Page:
Bohme .. bohm .. Miller .. Mueller

Complex language/ethnicity question. I know in the area East and Northeast of Plzen (blue circle) there is a significant population with German-originating surnames (Müller, Böhm, etc). Up to the beginning of the 1800s, many parish records there were recorded in German, but only briefly later they switch to Czech and never switch back. Of almost all the people I’ve found who immigrated to America from this place (ie Rokycany/Beroun), their graves are recorded in Czech (if not English) and never German (even those with German surnames) so that implies almost all people there from the latter part of the century mainly spoke Czech.

The area to the left, poorly scratched in red, was from what I can tell majority German and German-speaking (ie Sudetenland before WWII). What I’m wondering is were the people in the blue circle “initially” Germans who became “more Czech” when more Czech people migrated in with their language in the 1800s, or was this area “initially” Czech where Germans moved in (significantly enough to garner German priests) and gradually assimilated to Czech?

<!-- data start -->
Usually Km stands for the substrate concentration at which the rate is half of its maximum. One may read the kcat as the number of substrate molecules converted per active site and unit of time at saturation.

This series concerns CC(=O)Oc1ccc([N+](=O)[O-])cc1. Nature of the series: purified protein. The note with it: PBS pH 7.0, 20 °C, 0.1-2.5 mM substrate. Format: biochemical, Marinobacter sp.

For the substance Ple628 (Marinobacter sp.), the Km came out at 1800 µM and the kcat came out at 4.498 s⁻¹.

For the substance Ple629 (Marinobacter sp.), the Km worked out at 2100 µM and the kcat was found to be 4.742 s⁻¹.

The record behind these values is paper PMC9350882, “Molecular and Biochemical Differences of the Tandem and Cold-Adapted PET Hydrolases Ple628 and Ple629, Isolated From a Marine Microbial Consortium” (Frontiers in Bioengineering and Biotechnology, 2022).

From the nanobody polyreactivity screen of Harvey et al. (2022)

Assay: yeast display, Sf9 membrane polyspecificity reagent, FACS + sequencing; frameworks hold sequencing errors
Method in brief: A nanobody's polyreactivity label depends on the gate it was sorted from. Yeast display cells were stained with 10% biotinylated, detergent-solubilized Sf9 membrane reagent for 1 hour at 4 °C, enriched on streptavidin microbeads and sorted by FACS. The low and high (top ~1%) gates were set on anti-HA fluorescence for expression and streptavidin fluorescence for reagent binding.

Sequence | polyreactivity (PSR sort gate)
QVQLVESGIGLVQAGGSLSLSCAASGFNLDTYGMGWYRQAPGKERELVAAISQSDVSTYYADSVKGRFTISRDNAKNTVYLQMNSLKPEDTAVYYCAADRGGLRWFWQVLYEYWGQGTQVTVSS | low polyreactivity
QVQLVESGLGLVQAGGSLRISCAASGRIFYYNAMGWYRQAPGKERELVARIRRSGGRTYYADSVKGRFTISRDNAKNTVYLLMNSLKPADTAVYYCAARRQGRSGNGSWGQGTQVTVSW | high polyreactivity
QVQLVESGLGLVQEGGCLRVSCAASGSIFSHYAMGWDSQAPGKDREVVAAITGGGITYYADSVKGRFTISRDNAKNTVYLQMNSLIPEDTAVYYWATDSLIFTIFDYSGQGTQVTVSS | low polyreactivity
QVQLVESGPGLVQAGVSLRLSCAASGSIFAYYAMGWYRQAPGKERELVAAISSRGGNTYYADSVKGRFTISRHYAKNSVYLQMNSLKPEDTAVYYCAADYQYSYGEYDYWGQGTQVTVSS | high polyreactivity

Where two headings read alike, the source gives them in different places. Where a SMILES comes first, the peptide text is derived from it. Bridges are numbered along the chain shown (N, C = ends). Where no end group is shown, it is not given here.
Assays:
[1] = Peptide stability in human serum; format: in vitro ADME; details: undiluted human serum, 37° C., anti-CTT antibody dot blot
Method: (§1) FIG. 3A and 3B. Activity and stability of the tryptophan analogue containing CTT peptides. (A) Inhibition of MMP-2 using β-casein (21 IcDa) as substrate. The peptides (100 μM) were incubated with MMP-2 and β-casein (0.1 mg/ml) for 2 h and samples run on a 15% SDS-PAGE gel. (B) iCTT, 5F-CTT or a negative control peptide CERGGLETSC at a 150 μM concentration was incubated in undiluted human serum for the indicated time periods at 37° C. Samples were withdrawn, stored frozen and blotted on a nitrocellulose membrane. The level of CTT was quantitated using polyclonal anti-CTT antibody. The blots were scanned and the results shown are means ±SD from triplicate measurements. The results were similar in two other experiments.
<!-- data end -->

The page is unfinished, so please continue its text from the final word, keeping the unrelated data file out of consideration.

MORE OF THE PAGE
I feel like this question can apply to a lot of places, like Prague or Sudetenland. Was Prague & Sudetenland in medieval times actually “German”, or was it Czech to then become majority German, then going back to Czech after WWII? Or maybe this is just a “chicken and the egg” thing.

Johann Gottlieb Bohme

Document for Johann Gottlieb Bohme ( who went by Gottlieb )

First page: 1. The Schmied (smith) Christian Heinrich Bernhard Böhm…of evangelic religion, born… in Saalfeld, Sachsen Heiningen, residing in Berlin Warschauer Straße 7, son of the Schneidermeister (master tailor) Johann Georg Heinrich Carl Böhm and his wife Christiane Frederike Henriette nee Franke, both deceased and formerly residing in Saalfeld. 2. The Marie Luise Böhme, without profession, …, of evangelic religion, …, born Kienitz, Kreis Lebus, reisiding in Berlin Warschauer Straße 7, daughter of the labourer Friedrich Böhme and his wife nee Engel, he deceased and formerly residing in Kienitz, she deceased and formerly residing in Berlin, Like · Reply · 8 hrs Ernst Simonsen Ernst Simonsen I read : Bride: worker Friedrich Böhme and Marie Engel, Groom: Schneidermeister Johann Georg Heinrich Carl Böhm and Christiane Frederike Henriette nee Franke. Watch the different names “Böhm” and ” Böhme”

Böhme (surname)

When researching the Böhme Family name, I found so many spelling mistakes, errors and miss spellings there are so many meanings and spellings so be careful!!!!

From Wikipedia, the free encyclopediaJump to navigationJump to search

Böhme (transliterated Boehme) may refer to:

See also[edit]